Pulling Apart the Stockton Serial Killer Case


Nishita Mukherjee

Stockton Police Department have arrested a suspect, but are still finalizing who is behind the murders.

Anika Kodali and Nishita Mukherjee

In late September, Stockton Police Department (P.D.) reported a possible serial killer, charged for over six murders and one attempted murder. On Oct. 15, it was discovered that all five victims were killed within a close proximity and short time period, all leading to a possible suspect.

In definition, a serial killer is one who murders three or more people. To be classified as a serial killer, it requires for the killings to be at different time periods. According to the Serial Murder Symposium, killers have various motives and common ones that the Federal Bureau of Investigation has stated are; anger, criminal enterprise, financial gain, ideology, power/thrill, psychosis and sexually-based.

The Stockton P.D. recently arrested a suspect, Wesley Brownlee, a 43-year-old male. They received numerous tips about suspicious behavior from him so the police investigated it by tracking his movements. At 2 a.m. on Oct 15, he was caught driving around Central Valley with a gun present in the car. Brownlee claimed he was “out hunting”, but the police strongly believed he was out to make another kill. Currently, he is only being charged for three murders, possession of a firearm and possession of ammunition. It is said that he used a ghost gun (an unregistered selfmade fire arm) to commit the murders. He has a previous criminal record in both California and Arizona.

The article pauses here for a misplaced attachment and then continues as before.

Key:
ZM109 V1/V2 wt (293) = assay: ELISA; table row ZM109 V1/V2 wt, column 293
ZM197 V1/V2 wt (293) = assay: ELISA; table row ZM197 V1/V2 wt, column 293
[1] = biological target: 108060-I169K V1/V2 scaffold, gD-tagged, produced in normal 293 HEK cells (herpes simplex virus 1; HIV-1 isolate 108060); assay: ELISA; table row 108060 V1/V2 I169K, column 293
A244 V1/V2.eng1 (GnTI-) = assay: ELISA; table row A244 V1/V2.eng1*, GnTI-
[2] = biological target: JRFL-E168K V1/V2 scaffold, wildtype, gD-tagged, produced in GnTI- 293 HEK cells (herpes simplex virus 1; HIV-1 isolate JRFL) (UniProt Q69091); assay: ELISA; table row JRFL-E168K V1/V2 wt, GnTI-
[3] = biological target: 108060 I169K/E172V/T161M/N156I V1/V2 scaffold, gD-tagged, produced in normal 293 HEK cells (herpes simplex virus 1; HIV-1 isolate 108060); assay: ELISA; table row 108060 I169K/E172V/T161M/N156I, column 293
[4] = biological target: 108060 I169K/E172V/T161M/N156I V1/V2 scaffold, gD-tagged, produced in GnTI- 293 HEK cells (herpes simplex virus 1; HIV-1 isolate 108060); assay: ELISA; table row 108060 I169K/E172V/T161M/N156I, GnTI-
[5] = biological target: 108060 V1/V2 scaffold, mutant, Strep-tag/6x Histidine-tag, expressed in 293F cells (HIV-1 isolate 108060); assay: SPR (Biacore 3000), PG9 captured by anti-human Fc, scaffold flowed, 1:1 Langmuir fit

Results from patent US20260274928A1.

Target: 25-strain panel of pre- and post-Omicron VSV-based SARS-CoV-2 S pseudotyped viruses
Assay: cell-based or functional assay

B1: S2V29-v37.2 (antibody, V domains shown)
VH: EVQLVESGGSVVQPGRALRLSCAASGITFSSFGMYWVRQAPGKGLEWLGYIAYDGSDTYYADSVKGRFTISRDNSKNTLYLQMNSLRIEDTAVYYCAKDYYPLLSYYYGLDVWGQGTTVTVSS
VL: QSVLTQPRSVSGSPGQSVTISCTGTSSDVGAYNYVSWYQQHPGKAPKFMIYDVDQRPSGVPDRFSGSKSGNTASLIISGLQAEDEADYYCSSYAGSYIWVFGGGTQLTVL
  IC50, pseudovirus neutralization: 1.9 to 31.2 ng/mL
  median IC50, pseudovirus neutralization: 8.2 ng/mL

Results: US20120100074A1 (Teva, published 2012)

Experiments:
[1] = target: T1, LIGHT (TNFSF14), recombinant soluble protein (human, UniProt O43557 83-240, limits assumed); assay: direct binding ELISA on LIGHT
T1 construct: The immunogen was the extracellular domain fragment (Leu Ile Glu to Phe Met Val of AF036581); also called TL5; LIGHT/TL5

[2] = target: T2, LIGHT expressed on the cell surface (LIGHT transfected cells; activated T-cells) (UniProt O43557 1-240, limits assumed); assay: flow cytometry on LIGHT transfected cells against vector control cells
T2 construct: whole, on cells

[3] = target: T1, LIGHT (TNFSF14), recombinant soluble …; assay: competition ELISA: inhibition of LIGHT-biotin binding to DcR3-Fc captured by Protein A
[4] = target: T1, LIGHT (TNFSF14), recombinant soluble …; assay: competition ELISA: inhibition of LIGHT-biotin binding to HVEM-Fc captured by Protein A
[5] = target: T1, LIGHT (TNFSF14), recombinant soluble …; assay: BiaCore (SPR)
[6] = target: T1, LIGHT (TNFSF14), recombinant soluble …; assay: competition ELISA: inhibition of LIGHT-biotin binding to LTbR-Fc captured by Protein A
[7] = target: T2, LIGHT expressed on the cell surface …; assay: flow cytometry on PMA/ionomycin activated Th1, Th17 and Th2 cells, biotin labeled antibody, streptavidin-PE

The recent five murders in Stockton happened between July and Sept. of this year. The victims included Paul Alexander Yaw, Lawrence “Lorenzo” Lopez Sr., Juan Cruz, Jonathan Hernández Rodríguez, and Salvador William Debudy Jr. Later on in the case, the Stockton P.D. connected the suspect to two more similar shootings in 2021, and proceeded to include those as the killer’s victims. These victims were Juan “Miguel” Vasquez Serrano, who, unlike the others, was killed in Oakland, and Natasha LaTour who was the only lasting survivor of the killer’s attempts, after being shot 10 times. All victims were killed by gunshots, of an excessive amount. 

LaTour recalls the moment that changed her life as she explains to 209 Times. “They already had a gun out, and they just started shooting. I just saw flashes,” she remembered.

As Stockton P.D. investigates, they have found it difficult to secure a main motive for why the killer chose these specific victims. It is still questioned whether or not the chosen victims were intentional or chosen at random. So far, none of the victims  have any connection to each other. Some of them were homeless, making them easier targets for the killer to attack. Another common trend between the victims was that most of them were Hispanic. Police also believe the attacker may have been under the influence of drugs, or they contain psychotic problems, which the Bureau of Alcohol, Tobacco, Firearms and Explosives is actively working with Stockton P.D. on to see if that is the case. 

Stockton Police Chief, Stanley McFadden, further explains how this case was different in comparison to other murders, where the motives did not match up.He specifically noted how the attacker did not rob any of the suspects, no trace of gang activity, and how the killers only notable trait is his element of surprise.

McFadden later on made a statement to the victims families, in respect and as a promise in ABC News. “Even though [there] aren’t any words that we can say that will bring back the lost loved ones, the least that we could do is do our part — to bring justice,” he said.